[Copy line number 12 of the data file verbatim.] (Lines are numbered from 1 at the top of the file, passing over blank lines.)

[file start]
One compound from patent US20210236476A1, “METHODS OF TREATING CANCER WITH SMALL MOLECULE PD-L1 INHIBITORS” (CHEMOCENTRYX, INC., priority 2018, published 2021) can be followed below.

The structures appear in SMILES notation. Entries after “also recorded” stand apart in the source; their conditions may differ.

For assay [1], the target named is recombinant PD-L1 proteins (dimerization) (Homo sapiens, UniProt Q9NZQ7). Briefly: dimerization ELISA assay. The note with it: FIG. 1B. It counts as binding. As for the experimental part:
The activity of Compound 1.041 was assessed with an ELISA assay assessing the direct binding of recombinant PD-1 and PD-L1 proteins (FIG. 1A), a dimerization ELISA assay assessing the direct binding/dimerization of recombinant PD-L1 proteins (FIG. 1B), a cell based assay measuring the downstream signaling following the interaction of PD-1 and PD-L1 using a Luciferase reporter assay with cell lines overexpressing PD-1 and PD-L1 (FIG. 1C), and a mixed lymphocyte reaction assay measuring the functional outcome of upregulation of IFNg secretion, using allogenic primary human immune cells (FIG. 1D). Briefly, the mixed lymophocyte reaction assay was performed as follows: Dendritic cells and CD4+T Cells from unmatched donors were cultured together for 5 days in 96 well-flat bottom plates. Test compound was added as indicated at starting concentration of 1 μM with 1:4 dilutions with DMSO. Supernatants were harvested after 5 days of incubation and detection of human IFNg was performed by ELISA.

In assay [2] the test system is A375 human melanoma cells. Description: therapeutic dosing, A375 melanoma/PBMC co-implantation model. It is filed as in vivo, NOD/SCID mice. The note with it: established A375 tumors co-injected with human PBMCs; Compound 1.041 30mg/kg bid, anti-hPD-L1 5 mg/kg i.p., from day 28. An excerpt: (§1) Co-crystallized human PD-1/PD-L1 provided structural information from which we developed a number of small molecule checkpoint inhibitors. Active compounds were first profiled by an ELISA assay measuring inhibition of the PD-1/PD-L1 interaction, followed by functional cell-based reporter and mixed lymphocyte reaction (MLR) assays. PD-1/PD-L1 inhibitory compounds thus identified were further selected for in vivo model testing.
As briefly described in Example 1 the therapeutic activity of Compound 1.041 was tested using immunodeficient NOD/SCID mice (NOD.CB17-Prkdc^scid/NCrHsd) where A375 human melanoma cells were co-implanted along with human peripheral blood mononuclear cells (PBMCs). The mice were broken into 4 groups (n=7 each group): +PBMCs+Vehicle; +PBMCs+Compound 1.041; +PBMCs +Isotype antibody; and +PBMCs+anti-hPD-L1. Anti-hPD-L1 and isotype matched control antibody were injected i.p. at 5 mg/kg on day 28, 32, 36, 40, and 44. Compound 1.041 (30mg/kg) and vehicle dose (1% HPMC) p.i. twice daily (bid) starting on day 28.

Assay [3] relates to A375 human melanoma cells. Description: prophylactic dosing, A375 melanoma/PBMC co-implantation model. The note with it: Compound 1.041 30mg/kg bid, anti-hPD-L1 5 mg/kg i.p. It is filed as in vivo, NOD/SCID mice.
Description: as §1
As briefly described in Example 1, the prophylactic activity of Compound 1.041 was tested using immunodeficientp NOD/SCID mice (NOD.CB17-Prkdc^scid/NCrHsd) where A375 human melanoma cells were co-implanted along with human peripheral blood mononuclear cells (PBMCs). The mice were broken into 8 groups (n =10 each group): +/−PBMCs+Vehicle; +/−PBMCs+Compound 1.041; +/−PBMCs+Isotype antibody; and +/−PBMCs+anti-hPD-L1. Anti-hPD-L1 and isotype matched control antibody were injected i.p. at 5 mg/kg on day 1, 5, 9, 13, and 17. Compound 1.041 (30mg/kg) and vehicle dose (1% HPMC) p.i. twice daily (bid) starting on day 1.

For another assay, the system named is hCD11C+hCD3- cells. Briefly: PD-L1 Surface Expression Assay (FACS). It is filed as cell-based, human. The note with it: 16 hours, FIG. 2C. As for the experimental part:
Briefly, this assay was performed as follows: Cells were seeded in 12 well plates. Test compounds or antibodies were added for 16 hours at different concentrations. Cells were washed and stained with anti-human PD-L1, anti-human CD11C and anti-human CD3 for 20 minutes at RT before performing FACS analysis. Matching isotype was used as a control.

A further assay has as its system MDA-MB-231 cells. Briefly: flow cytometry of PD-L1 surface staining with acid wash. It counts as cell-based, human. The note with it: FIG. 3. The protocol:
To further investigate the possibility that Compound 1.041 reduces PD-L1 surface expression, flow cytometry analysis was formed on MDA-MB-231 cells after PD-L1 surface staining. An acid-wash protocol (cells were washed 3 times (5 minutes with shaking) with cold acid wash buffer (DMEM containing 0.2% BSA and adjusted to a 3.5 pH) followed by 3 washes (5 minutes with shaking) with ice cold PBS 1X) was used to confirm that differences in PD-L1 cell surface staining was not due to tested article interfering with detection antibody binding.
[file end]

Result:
A further assay has as its system MDA-MB-231 cells. Briefly: flow cytometry of PD-L1 surface staining with acid wash. It counts as cell-based, human. The note with it: FIG. 3. The protocol: